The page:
These days Stan Thompson is a regular visitor to Abraham’s Café here in George Fisher, but take a look at the black and white image and you’ll see among others Stan and George Fisher training with the recently formed Keswick Mountain Rescue Team back in 1947. George is standing to the right with the rope around his torso; beneath him, sitting in the white jumper, is Stan.
On one of his recent visits I joined Stan for a coffee and a chat. He began by telling me he’d made his first trips to the lakes from Harrogate as a teenager before the war, climbing Kern Knotts Crack at the age of 14 in his nailed boots. The following year he climbed Napes Needle. “It’s not a difficult climb,” he tells me, before describing how Haskett Smith had first climbed the Needle in 1886, alone and without any protective devices.
At the start of the war, Stan moved to West Cumbria and took up a post as a trainee engineer at Drigg. He was a regular visitor to the Naylor’s farm in Wasdale, young Joss being just two years old at the time. It was also around this time that Stan began climbing in Langdale with Jim Birkett and Charlie Wilson. Stan had come from the gritstone; “If you could climb gritstone you could climb anything”, and laughing recalls how Jim wouldn’t allow him to rope up for the first few pitches of a climb, then near the top would say “This is the last pitch Stan, we’ll not need the rope for this.” Stan added, “Ropes weren’t used as a climbing device, they were just there to keep you all together.” As for Jim, “Jim was a quarryman, he knew rock, and he knew how to handle it, how it behaved.”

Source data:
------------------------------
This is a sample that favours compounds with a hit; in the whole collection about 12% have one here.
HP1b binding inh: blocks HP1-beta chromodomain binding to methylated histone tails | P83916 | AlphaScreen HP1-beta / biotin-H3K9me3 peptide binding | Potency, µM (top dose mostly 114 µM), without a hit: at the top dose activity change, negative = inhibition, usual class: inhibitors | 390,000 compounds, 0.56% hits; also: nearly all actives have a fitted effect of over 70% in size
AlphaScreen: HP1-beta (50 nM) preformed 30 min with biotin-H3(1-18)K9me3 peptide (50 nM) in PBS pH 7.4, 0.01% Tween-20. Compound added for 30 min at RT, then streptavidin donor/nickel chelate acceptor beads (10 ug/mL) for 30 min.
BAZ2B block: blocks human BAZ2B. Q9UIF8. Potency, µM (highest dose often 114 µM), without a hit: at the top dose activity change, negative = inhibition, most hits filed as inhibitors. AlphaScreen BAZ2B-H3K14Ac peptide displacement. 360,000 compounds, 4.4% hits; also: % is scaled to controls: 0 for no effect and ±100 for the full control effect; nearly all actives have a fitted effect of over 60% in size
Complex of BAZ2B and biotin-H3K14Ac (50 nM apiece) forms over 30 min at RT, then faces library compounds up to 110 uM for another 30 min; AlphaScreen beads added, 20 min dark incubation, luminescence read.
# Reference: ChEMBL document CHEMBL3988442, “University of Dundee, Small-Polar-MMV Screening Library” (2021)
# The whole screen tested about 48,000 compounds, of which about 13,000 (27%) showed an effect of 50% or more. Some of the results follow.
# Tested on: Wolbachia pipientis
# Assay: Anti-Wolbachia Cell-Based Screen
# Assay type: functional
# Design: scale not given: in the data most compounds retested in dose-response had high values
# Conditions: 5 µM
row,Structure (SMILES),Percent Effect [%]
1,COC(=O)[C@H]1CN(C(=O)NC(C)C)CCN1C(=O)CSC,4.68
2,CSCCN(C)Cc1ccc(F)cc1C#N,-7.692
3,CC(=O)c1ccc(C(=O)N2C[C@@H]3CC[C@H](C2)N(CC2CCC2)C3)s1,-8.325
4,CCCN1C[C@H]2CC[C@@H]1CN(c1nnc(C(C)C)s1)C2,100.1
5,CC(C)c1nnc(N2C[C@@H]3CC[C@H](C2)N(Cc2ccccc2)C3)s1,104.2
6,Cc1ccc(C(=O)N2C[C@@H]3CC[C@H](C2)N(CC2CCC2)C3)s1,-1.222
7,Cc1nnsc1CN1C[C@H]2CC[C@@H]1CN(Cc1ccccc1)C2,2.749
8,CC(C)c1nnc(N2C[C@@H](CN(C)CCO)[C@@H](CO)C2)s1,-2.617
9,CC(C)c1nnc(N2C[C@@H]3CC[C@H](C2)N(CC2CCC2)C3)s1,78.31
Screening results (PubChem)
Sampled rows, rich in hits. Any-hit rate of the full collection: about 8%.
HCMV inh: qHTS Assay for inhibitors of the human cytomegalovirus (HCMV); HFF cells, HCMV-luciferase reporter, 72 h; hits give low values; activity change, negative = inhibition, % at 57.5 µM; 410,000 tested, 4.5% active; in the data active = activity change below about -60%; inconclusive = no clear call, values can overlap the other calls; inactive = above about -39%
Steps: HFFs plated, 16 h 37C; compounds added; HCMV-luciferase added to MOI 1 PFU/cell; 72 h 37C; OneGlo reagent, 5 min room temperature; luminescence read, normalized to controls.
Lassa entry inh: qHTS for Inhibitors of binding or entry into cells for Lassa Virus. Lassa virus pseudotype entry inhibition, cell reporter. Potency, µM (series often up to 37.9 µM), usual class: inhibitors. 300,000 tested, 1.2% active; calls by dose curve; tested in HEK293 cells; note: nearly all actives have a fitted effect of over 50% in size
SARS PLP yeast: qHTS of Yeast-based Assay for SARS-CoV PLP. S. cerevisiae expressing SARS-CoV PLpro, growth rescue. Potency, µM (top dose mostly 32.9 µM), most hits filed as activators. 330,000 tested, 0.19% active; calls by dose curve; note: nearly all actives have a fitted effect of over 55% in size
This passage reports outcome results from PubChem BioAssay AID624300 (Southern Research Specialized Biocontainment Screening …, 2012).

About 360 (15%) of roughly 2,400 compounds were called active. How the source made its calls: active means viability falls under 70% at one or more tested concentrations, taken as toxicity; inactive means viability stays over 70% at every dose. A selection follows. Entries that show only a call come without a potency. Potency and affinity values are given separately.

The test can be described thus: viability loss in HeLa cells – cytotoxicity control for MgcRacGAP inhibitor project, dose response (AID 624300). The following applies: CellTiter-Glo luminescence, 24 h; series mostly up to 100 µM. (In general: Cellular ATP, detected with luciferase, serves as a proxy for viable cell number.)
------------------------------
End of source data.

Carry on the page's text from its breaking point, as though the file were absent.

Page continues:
Having a reserved occupation forced Stan to miss the first two years of the war until eventually he was allowed to join the Air Force and trained as a pilot, but as a skilled engineer was sent back to Cumbria when High Duty Alloys, makers of aircraft engine components began extending their factory at Lillyhall.